From SABR member David Kagan at The Hardball Times on February 5, 2020:
In an earlier article here at The Hardball Times,
I described the common procedure for measuring the bounciness of a baseball. In case you don’t have time to peruse the article itself, here’s the quote:
The standard methodology is to fire a 60-mph ball at a wall of northern white ash (a common wood used for bats) and measure the speed of the rebounding ball. The rules require the rebound to be 32.76 ± 1.92 mph.
The standard way to report this value is as a fraction of the initial speed. This fraction is called the “coefficient of restitution,” or COR. The COR, then, must be 0.546 ± 0.032.”
A reader comment on this article brought up a very salient point:
Why would they measure COR at a relative velocity of only 60 mph? Why not something closer to the practical relative velocity of 200 mph? Maybe the average COR would be the same, but maybe not.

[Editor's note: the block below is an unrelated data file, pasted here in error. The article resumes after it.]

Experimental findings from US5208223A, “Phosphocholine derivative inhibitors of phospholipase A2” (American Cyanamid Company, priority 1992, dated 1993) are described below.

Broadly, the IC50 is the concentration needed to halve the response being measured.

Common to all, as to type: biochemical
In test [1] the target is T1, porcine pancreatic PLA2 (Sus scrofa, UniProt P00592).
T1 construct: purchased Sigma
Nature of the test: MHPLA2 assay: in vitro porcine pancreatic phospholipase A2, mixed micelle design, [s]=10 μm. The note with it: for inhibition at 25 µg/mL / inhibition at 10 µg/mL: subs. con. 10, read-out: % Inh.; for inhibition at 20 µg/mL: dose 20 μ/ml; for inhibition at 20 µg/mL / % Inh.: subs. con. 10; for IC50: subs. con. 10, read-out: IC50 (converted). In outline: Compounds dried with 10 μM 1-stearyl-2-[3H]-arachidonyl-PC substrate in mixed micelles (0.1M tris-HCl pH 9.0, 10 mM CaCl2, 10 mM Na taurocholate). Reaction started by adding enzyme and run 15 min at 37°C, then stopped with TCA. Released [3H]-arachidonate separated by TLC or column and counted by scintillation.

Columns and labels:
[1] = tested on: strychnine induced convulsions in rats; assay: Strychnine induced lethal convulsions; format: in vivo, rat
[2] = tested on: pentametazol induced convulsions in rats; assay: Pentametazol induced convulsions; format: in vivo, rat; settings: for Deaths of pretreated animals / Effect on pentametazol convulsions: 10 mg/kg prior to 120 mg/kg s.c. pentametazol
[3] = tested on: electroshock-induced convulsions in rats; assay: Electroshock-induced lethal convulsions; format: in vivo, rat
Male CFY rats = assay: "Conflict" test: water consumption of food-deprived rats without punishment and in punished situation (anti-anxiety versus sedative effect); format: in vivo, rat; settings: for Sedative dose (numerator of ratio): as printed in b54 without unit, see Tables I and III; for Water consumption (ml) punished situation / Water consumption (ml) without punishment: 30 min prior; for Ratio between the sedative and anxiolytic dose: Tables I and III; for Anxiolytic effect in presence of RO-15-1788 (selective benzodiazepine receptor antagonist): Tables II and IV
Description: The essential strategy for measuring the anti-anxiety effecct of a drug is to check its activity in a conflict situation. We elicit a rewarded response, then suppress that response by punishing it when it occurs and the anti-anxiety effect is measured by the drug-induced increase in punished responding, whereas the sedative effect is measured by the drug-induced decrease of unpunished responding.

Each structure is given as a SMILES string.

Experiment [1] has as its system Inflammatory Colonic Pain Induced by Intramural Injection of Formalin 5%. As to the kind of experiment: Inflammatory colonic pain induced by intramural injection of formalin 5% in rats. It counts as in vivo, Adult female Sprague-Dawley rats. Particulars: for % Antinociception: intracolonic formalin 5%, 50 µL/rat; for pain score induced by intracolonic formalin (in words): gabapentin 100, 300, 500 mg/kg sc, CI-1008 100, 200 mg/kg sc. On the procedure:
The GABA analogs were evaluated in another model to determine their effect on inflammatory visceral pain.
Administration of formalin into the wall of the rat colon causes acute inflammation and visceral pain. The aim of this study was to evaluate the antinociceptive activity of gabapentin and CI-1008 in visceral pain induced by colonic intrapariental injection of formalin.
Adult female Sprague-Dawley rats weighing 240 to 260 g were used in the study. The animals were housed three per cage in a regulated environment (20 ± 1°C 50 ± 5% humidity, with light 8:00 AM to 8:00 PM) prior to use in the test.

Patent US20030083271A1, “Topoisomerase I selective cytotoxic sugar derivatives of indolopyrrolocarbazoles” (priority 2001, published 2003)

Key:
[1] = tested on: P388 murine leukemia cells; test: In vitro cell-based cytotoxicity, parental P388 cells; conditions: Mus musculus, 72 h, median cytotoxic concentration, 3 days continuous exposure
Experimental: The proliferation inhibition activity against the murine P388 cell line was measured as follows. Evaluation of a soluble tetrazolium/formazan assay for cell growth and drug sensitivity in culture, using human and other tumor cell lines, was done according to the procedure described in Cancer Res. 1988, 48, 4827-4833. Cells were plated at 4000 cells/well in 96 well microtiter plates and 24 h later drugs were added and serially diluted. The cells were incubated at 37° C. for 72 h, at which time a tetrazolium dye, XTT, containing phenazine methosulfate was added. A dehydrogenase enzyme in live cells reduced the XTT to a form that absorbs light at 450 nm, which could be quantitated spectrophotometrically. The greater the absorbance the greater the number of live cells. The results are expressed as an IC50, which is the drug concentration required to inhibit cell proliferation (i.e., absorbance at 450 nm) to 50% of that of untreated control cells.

One can quibble with the 200 mph figure because, under game conditions, the pitch is likely between 80 and 100 mph, and the relevant portion of the bat is moving about 70 mph. So, 160 mph is more reasonable. Nonetheless, why measure COR at 60 mph?
Since 1998, the American Society for Testing and Materials (ASTM) has thoroughly described the method for measuring the COR of baseballs, beginning with F1887-98 – Standard Test Method for Measuring the Coefficient of Restitution (COR) of Baseballs and Softballs. This method uses baseballs moving at 60 mph. Occam’s Razor suggests the speed was chosen because that was the highest speed that would produce repeatable values with the technology available back then.
Read the full article here: https://tht.fangraphs.com/the-physics-of-cor-and-other-measures-of-bounciness/
Originally published: February 7, 2020. Last Updated: February 7, 2020.